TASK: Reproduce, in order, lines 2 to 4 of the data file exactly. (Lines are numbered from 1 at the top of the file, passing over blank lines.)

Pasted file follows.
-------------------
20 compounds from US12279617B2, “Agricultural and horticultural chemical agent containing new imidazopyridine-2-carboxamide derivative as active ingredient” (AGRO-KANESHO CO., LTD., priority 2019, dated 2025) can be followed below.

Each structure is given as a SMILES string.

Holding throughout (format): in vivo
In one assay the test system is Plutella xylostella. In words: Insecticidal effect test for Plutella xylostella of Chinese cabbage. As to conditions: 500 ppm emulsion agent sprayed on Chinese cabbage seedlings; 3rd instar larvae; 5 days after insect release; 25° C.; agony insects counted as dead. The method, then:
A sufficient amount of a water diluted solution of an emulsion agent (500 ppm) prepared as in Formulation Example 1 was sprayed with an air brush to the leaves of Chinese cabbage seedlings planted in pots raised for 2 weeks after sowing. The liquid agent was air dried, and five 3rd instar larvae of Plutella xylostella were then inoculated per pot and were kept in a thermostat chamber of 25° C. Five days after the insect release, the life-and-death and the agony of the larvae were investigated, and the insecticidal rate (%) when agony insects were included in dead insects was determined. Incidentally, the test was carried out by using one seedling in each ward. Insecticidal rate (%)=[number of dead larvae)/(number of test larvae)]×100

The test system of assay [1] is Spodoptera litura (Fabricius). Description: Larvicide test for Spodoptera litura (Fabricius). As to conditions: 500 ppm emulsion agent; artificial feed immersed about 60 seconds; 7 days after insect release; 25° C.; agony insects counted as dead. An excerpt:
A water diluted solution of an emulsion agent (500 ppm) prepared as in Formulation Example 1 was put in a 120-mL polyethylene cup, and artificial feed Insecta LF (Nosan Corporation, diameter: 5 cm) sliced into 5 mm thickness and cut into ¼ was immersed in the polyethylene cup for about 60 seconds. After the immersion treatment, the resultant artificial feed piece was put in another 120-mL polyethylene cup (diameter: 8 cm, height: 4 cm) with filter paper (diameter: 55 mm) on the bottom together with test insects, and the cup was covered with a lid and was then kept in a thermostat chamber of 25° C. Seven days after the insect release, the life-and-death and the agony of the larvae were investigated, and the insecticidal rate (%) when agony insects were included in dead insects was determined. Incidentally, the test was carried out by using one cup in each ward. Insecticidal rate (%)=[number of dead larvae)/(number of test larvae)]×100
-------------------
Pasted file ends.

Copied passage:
Each structure is given as a SMILES string.

Holding throughout (format): in vivo
In one assay the test system is Plutella xylostella. In words: Insecticidal effect test for Plutella xylostella of Chinese cabbage. As to conditions: 500 ppm emulsion agent sprayed on Chinese cabbage seedlings; 3rd instar larvae; 5 days after insect release; 25° C.; agony insects counted as dead. The method, then: